Is that a fair shake for FUTURE? Eh, probably not. While it draws from the same sound as EVOL, FUTURE carries itself with a sense of purpose and single-minded intensity, whereas EVOL just sounded out of gas (exceptions aside). It’s an album that goes all-in on drug-dealing, girl-stealing Super Future; opener “Rent Due” leads with a hazy choir cheering Future on while he boasts about how your girl fucks him better when–wait for it–the rent’s due, and the album never veers too far from that mentality. While there are entirely too many mid-tempo, stomping #TrapBangers (of FUTURE‘s 17 tracks, 7 fit this mold, a number you could easily halve), there’s some variety here, too. “I’m So Groovy” and “Outta Time” are lyrically by-numbers, but there’s a rare smoothness in their beats and Future’s delivery on the tracks that comes across as playful, whereas he goes atomic over the chest-thumping beat of “POA,” bobbing and weaving over four thrilling minutes.
Then you’ve got the two most likely keepers: “Mask Off” and “Draco.” “Mask Off”‘s trademark is the pan flute that glides over the track and its hypnotic hook. The combination of flute, a pensive tempo, and Future’s lyrics about his gang days would approach cinematic if it also didn’t sound kind of dejected. Meanwhile, “Draco” is the most single-able song of the album: it’s a midtempo-plus boilerplate trap song, but with warbling, Starboy synths on top. What puts it over the edge is the repeated hook of “You ain’t never ever get you bitch back” that, like a lot of Future melodies, is made of enough half-steps that it sounds forlorn by default; you can’t tell if he’s talking to you or himself, and the song sticks more because of it.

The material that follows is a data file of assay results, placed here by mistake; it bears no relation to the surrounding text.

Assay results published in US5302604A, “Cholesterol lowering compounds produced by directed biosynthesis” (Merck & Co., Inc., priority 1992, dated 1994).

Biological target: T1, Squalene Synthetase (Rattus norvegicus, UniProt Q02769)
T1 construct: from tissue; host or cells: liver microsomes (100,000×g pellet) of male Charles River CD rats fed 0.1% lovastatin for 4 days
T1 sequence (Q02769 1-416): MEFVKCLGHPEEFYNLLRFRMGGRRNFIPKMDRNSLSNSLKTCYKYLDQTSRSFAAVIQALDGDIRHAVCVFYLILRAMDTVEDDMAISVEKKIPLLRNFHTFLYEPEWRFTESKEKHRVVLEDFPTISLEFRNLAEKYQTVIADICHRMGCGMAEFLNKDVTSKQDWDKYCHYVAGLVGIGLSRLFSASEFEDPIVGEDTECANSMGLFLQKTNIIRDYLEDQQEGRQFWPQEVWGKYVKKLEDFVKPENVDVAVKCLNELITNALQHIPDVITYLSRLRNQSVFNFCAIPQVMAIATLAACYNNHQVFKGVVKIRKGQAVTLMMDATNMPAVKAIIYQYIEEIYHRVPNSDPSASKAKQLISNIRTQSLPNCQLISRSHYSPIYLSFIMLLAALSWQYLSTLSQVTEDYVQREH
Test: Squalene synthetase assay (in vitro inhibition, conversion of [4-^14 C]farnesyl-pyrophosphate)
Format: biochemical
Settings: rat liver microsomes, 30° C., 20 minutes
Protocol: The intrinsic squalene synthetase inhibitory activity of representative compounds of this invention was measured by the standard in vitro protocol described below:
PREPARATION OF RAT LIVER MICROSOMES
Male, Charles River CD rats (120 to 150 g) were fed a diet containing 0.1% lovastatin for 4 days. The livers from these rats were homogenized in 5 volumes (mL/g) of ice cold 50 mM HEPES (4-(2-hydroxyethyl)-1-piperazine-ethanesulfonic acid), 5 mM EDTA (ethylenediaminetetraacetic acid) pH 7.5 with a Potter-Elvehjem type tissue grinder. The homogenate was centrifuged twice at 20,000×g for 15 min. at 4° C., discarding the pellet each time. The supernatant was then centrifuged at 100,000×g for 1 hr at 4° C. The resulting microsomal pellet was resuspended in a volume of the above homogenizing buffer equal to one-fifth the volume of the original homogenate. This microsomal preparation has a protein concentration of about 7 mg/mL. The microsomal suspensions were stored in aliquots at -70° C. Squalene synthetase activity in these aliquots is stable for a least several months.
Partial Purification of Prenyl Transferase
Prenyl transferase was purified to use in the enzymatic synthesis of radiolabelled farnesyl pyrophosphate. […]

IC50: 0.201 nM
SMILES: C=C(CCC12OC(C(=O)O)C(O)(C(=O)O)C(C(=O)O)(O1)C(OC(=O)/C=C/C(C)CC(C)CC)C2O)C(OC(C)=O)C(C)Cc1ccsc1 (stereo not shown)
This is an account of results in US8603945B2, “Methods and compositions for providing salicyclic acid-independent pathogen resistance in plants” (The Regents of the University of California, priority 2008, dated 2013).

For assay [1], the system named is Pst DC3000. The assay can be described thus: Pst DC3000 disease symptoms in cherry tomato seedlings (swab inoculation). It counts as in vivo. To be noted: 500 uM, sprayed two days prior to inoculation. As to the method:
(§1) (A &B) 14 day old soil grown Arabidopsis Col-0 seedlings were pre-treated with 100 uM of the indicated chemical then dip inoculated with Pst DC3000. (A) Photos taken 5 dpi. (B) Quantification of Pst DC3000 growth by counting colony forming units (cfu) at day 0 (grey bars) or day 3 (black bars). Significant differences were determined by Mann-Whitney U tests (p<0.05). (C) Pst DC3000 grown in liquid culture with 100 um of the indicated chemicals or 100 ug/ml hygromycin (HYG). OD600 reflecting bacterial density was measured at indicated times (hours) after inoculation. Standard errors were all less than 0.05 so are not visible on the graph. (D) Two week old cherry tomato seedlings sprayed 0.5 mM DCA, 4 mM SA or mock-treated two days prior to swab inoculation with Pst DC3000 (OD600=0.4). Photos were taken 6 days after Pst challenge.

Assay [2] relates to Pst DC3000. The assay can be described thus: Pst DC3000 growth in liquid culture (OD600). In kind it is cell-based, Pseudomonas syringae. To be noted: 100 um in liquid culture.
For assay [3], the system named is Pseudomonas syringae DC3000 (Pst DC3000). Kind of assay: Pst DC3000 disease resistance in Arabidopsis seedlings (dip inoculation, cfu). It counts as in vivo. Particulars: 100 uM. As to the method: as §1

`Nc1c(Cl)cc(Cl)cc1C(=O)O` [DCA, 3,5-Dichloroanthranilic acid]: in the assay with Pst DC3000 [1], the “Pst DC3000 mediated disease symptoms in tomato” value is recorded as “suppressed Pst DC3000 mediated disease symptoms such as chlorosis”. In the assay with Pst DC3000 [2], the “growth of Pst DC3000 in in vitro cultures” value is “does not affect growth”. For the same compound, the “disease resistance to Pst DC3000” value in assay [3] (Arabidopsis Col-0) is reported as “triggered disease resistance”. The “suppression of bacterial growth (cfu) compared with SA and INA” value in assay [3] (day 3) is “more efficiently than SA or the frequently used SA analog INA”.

FUTURE feels like the knowing end of a line. You take in enough of its fairly tired “Fucked your bitch in a trap house” mentality, and it gives off the air of being One Last Ride through this perspective and sound, blasting through its highest highs, and even contemplating a few lows (“When I Was Broke,” “Feds Did a Sweep”). At 17 tracks, it’s at least 5 or 6 longer than it needs to be, and I get the temptation to take your 3 or 4 favorites and drop the rest, like what inevitably happens with Future albums. All the same, FUTURE is worth a listen for having an actual surprise or two on it.